By on October 4, 2017

tesla factory fremont, Image: Tesla Motors

Yesterday, we mentioned how Tesla was behind schedule with its everyman Model 3 — delivering only 220 units to the half-million reservation holders since the start of production in late July. While we knew it would get off to a slow start, CEO Elon Musk previously assured the public that production would increase exponentially through the end of the year by way of a “production hell” trial by fire.

Musk claimed there should be “zero concern” about Tesla achieving a production rate of 10,000 cars a week before the end of next year. But many wondered if that was even possible. Despite Tesla making serious strides to increase production volume this year, we remained dubious that the proposed numbers were even feasible for a fledgeling automaker.

As it turns out, they weren’t — and the company knew it. 

In an application for sales tax exemption from the CAEATFA program filed early this year, the California Treasurer revealed that Tesla had production capacity of the Model 3 pegged at 226,563 units per year over a five-year span. But that wasn’t what was being promised by Musk or the rest of Tesla’s executives.

Brought to light by the Daily Kanbanthe filing shows quite a disparity between what the automaker told the California Treasurer and what it told its investors. The figure in the tax exemption document doesn’t meet Musk’s 10,000-unit week nor the company’s 5,000-per-week goal for the end of 2017.

Granted, 5,000 units is a nice round number to hang your hat on. So Musk can be forgiven for not explicitly stating the number will be closer to 4,356. But it’s misleading when you take into account the company’s 10,000 unit claim — even if you throw both the Model S and Model X’s expanded production volume into the mix.

At the very least, Tesla should be condemned for being mildly deceptive. It’s either low-balling the data being given to the California State Treasurer’s Office or puffing up product claims for its investors. Either way, it doesn’t look to be genuinely confident that it can hit Musk’s target volume of nearly 1 million vehicles in 2020.

Teething issues with the Model 3 aren’t the issue. We all knew the company has set extremely ambitious production goals for itself in a fairly short timeframe. Falling incredibly short of September’s target of 1,500 cars isn’t a big deal. But it might be worth considering that Tesla is telling two groups entirely different stories.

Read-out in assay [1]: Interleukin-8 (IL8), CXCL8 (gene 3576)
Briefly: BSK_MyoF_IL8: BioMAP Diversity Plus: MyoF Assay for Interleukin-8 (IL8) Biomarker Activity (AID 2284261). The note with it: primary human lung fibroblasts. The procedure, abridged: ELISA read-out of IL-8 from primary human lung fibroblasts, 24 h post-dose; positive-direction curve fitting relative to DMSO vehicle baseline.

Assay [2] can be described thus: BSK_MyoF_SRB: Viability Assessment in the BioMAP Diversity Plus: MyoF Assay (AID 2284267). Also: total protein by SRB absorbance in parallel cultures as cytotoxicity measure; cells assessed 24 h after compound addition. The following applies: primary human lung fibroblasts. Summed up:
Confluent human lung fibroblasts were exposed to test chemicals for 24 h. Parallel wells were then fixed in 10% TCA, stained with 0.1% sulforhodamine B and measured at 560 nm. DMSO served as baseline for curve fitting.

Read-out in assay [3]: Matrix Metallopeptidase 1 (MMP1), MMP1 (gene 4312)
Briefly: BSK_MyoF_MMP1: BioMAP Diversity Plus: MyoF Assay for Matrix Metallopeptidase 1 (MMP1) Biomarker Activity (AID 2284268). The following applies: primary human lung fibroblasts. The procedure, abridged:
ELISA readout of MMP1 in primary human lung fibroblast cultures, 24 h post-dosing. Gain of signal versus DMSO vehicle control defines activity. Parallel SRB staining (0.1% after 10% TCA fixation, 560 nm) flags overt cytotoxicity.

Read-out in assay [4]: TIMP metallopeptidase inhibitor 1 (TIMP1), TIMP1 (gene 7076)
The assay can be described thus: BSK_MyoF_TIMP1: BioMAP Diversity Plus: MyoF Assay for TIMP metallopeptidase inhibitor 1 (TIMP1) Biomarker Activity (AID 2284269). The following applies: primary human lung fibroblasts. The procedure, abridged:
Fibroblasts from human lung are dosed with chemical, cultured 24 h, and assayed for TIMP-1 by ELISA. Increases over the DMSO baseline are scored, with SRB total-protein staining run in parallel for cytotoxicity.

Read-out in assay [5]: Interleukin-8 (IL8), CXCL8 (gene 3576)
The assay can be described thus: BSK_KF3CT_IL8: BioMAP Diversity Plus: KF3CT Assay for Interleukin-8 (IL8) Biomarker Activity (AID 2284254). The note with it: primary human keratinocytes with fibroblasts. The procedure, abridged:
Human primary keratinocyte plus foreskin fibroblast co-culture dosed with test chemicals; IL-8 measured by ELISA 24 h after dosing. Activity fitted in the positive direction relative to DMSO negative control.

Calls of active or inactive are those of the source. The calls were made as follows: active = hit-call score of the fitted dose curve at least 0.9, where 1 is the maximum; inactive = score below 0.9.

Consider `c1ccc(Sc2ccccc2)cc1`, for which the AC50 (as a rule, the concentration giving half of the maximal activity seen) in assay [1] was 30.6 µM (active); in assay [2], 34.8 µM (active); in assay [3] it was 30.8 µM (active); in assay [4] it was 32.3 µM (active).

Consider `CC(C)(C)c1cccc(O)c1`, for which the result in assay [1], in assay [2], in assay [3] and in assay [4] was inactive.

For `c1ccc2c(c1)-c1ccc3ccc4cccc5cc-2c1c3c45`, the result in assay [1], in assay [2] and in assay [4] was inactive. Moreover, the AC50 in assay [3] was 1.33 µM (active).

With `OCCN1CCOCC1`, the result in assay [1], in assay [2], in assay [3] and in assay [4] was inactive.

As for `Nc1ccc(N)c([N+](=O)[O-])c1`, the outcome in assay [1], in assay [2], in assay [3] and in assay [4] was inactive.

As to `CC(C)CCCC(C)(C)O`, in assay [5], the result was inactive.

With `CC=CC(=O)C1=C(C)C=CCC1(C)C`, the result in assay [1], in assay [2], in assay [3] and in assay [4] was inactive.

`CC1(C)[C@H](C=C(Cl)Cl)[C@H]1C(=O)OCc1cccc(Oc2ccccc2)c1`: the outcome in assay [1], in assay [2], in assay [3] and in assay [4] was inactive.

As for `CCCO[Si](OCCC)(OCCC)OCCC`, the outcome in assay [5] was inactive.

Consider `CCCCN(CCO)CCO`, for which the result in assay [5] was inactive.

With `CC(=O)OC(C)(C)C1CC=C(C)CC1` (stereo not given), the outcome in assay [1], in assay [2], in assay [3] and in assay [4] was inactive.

From the Daily Kanban:

“To understand just how misleading Musk’s statement was, some context and math is necessary. A previous [sales tax exemption] request, reported exclusively by Daily Kanban, revealed that Tesla is expanding annual production of its “Gen2” vehicles (Models S and X) to 195,000 units per year, or about twice current sales levels. Add that to the 226,563 average in the most recent [sales tax exemption] application and you get a total annual production rate of 421,563 units per year for Tesla’s entire product line. Divide that number by 52, and you get a weekly production rate of 8,106 vehicles per week.”

However, we’re still a long way from that becoming a reality. Tesla only delivered a total of 47,077 vehicles through the first half of 2017. Yet the company told the media prior to the January filing that it planned to build 500,000 vehicles in 2018 — a five-fold increase from its current production schedule.

We get that you have to play the hype game to compete in the car-building business. But Tesla might be playing a little too fast and loose when it comes to estimating its production volume.

[Image: Tesla Motors]

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44 Comments on “Truth in Numbers: Tesla Motors Kind of Lied to Us...”


  • avatar
    civicjohn

    I never would have thought this would be the case…

    Bring in another deck of cards. And I can’t wait to hear any Solar City retorts!

    https://www.fool.com/investing/2017/07/22/why-solarcity-has-become-a-shell-of-its-former-sel.aspx

  • avatar
    Steve65

    Musk has always made big promises, and then delivered late and short. It would be news if he *was* telling the truth about future volume and timing capabilities.

  • avatar
    APaGttH

    Musk is the Edison of our time.